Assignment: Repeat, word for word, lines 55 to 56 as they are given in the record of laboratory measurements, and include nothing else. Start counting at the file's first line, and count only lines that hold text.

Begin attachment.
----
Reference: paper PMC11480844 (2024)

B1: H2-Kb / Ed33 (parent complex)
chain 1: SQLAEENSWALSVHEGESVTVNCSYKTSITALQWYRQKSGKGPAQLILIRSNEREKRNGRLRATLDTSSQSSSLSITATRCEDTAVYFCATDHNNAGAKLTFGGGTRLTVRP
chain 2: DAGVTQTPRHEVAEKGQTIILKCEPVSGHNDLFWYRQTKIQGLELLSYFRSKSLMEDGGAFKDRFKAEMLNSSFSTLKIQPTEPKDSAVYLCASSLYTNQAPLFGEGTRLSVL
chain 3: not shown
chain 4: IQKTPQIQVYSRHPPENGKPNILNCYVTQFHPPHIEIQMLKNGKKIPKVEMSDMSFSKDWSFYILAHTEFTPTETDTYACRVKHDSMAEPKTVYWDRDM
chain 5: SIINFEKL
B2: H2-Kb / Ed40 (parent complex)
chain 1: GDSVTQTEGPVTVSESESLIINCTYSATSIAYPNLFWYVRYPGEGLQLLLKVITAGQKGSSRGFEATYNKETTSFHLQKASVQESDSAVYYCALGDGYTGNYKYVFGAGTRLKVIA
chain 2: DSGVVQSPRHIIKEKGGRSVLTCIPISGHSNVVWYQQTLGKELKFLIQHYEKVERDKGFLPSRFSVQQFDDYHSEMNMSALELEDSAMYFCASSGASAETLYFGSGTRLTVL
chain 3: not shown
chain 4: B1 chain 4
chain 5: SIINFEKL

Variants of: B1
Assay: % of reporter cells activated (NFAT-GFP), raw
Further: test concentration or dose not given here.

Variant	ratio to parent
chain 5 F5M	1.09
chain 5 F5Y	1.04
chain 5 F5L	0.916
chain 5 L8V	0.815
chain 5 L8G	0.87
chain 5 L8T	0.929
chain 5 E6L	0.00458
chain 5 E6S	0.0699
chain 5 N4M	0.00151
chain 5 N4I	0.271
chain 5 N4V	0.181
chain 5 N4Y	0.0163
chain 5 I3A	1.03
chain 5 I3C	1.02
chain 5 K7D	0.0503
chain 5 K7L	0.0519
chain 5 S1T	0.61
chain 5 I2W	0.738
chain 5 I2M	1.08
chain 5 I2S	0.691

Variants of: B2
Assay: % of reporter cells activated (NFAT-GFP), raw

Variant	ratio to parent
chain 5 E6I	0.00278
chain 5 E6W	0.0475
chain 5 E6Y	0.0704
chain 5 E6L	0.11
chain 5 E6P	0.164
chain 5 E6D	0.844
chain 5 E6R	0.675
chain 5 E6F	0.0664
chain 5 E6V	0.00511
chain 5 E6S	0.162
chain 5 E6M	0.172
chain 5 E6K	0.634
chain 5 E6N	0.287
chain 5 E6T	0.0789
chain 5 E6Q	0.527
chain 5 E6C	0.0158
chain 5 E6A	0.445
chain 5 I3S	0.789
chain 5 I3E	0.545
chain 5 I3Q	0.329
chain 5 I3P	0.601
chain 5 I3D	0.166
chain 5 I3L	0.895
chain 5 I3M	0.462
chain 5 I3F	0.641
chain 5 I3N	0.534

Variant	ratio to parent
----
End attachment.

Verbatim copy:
chain 5 E6Q	0.527
chain 5 E6C	0.0158